The national moratorium on housing evictions will be lifted on Dec. 31st. The Centers for Disease Control and Prevention issued a temporary block on some evictions in September.
The lift of eviction protections could impact more people than just those left without a home. Salt Lake County said they are worried that evictions could also increase the COVID-19 spikes and could hurt the economy.
Utah renters who meet certain criteria have been protected from being evicted during the coronavirus pandemic.
Those criteria include renters who have used best efforts to obtain all available government assistance for rent or housing and earned less than $99,00 in 2020. To meet the criteria renters must be unable to pay the full rent due to substantial loss of income, work hours, a lay-off, or extraordinary out-of-pocket medical expenses. The individual must also use best efforts to make timely partial payments and show that eviction would likely render the individual homeless— or force the individual to move into and live in close quarters in a new congregate or shared living setting.
In those situations, the landlords received federal financial support, but the CDC moratorium expires on Dec. 31st.
“We're really worried and wanting to make sure we get as many residents as possible rental assistance or mortgage assistance,” said Jordan Carroll with the Salt Lake County Office of Regional Development.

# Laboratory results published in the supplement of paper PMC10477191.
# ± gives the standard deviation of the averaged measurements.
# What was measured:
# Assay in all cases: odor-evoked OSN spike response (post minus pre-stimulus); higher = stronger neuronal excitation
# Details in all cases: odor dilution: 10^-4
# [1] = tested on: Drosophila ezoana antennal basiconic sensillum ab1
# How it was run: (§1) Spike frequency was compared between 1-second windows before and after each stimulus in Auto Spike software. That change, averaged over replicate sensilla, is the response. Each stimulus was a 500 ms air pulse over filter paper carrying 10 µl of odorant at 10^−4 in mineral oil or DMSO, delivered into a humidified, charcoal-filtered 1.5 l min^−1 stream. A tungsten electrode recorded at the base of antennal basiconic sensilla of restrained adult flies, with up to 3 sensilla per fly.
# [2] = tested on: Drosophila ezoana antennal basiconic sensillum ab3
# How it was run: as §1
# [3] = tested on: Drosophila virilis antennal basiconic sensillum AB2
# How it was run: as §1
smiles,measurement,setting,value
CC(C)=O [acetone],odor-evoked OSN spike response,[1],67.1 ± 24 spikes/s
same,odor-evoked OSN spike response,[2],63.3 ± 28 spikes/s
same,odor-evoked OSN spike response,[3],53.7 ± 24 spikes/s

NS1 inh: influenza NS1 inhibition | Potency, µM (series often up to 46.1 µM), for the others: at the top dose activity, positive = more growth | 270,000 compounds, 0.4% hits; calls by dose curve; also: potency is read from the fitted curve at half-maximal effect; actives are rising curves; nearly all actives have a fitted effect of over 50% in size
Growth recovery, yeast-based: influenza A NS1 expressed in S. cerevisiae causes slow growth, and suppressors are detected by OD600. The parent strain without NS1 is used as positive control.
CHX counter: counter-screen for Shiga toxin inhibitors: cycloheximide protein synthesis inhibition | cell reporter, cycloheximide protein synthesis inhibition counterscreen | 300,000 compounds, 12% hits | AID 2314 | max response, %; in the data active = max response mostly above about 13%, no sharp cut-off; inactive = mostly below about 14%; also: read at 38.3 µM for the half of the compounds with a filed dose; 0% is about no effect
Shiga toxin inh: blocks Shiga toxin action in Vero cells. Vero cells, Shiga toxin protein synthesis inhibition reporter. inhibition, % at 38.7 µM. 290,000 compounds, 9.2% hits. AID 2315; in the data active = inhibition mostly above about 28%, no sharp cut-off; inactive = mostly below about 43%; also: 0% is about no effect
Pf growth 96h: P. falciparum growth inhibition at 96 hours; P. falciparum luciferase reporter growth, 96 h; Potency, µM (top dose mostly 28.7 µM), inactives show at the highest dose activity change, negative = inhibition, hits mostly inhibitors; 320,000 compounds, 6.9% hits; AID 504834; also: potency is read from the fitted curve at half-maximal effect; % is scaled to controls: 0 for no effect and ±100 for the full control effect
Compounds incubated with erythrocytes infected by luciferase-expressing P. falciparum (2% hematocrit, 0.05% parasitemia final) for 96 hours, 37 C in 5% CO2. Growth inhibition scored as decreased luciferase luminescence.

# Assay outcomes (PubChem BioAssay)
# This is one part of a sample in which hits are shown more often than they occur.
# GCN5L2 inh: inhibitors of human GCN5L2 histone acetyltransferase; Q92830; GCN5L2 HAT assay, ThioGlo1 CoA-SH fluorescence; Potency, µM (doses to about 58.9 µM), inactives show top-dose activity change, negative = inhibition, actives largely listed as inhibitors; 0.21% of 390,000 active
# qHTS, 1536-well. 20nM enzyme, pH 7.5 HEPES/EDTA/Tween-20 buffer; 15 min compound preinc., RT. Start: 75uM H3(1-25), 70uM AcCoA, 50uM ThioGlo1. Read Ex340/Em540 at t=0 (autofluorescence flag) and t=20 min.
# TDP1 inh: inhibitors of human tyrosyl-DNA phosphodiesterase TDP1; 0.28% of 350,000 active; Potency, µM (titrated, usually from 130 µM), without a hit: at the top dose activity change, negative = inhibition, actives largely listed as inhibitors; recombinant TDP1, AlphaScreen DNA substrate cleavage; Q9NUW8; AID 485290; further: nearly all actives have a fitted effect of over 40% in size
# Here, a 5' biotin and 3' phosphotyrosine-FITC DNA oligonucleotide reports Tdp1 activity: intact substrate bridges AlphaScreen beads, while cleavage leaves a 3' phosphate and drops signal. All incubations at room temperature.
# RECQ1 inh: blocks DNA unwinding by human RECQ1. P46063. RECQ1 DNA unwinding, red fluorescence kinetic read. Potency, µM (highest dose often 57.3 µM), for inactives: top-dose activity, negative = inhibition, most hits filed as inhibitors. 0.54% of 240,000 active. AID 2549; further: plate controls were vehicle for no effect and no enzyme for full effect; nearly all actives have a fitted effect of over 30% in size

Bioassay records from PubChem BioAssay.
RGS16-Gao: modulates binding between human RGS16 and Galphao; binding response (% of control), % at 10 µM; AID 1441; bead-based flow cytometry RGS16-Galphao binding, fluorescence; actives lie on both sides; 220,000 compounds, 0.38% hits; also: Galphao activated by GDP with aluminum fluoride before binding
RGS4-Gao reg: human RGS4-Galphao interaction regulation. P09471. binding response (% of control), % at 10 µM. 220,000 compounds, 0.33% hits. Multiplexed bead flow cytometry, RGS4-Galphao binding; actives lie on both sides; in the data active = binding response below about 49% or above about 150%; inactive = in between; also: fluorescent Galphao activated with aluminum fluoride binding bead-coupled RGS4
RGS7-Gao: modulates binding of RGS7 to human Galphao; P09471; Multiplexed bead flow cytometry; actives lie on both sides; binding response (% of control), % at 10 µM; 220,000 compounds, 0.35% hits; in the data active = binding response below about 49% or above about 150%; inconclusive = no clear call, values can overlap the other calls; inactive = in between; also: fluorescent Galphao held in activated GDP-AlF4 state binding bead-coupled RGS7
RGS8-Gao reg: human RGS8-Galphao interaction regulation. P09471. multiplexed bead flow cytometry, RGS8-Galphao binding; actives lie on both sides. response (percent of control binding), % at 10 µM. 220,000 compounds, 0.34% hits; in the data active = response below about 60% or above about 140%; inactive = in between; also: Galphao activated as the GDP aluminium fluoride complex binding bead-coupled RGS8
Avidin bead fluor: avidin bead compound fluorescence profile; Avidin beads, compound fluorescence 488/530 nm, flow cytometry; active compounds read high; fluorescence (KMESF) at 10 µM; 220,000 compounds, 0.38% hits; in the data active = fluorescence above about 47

Carroll has been working on the county's economic recovery from the pandemic. She said an increase in evictions could hurt an already struggling economy.
"We need county residents to be healthy, we need them to be safe and secure if they're going to feel optimistic engaging in the economy."
She said housing is also key in keeping COVID-19 from spreading.
“Having housing provides not only healthcare but greater economic stability to our region."
Carroll said renters who may be in need of assistance need to address their situation now, and not put it off, as evictions are an even bigger concern as it gets colder.
"The concern there is that we're using HUD funds and dollars to funnel into housing and these human services to supplement this need towards the end of the year to keep people in their homes,” she said.
Renters can apply for assistance, though local rental assistance varies from county to county.
"Salt Lake County will be working to release and make available more funds so that we can keep that through the end of the year, and make sure people, especially while things are spiking, we don't want people to lose their housing and their safety net."
Some states have put in place their own ban on COVID-19 related evictions, but currently Utah has not.